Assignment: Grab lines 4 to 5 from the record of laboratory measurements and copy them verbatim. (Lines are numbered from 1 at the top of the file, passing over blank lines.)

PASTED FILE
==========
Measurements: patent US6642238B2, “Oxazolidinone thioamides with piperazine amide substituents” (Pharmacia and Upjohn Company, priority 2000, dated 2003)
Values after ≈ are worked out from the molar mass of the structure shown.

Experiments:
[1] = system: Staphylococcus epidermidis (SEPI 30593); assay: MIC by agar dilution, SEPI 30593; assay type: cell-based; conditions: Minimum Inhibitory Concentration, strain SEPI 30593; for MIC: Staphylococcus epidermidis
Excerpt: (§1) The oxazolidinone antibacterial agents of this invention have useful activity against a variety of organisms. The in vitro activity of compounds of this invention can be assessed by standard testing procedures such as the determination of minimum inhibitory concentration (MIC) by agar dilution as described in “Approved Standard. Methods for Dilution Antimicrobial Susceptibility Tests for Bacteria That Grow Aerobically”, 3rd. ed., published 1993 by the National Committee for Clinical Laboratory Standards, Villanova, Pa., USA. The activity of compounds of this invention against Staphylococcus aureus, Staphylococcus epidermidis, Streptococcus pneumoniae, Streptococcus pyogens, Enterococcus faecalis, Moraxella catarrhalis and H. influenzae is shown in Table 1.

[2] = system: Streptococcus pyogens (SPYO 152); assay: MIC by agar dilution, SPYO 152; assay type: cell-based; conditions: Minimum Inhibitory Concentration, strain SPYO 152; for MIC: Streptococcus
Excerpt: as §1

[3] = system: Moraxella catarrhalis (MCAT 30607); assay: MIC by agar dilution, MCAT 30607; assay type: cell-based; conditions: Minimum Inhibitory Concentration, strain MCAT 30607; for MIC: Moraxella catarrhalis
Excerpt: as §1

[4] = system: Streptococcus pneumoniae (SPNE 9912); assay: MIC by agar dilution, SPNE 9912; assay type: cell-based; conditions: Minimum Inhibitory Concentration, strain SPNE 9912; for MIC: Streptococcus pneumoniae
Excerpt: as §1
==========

[1] = system: Staphylococcus epidermidis (SEPI 30593); assay: MIC by agar dilution, SEPI 30593; assay type: cell-based; conditions: Minimum Inhibitory Concentration, strain SEPI 30593; for MIC: Staphylococcus epidermidis
Excerpt: (§1) The oxazolidinone antibacterial agents of this invention have useful activity against a variety of organisms. The in vitro activity of compounds of this invention can be assessed by standard testing procedures such as the determination of minimum inhibitory concentration (MIC) by agar dilution as described in “Approved Standard. Methods for Dilution Antimicrobial Susceptibility Tests for Bacteria That Grow Aerobically”, 3rd. ed., published 1993 by the National Committee for Clinical Laboratory Standards, Villanova, Pa., USA. The activity of compounds of this invention against Staphylococcus aureus, Staphylococcus epidermidis, Streptococcus pneumoniae, Streptococcus pyogens, Enterococcus faecalis, Moraxella catarrhalis and H. influenzae is shown in Table 1.